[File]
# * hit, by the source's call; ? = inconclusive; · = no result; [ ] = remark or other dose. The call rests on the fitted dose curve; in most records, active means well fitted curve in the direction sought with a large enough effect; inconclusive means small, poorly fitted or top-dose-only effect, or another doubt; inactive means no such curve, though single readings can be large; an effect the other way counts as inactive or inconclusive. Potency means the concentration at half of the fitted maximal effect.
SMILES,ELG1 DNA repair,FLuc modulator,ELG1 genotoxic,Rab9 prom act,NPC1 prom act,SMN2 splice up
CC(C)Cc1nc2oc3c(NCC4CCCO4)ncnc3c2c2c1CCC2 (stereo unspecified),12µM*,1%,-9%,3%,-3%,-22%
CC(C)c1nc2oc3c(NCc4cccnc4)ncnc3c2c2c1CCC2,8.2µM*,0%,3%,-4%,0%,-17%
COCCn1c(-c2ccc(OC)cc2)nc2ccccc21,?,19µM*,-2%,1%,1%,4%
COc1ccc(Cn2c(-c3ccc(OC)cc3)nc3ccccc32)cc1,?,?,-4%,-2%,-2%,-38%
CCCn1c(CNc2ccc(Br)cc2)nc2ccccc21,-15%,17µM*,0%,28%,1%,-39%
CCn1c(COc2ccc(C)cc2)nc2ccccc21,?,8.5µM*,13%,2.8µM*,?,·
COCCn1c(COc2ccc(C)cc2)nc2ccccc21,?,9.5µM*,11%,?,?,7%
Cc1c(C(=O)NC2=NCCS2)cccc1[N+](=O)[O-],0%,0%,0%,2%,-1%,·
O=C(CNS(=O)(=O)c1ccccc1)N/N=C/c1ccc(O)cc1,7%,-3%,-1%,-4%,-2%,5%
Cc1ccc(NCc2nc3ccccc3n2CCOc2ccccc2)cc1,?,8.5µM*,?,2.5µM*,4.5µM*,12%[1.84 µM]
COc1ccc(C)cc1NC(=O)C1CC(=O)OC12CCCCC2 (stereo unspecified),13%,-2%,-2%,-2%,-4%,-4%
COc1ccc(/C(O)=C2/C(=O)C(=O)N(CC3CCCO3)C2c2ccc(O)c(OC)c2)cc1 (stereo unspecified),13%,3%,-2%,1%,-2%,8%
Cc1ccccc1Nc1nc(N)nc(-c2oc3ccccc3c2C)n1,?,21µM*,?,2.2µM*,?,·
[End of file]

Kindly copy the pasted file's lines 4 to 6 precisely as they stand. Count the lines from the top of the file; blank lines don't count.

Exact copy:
CC(C)c1nc2oc3c(NCc4cccnc4)ncnc3c2c2c1CCC2,8.2µM*,0%,3%,-4%,0%,-17%
COCCn1c(-c2ccc(OC)cc2)nc2ccccc21,?,19µM*,-2%,1%,1%,4%
COc1ccc(Cn2c(-c3ccc(OC)cc3)nc3ccccc32)cc1,?,?,-4%,-2%,-2%,-38%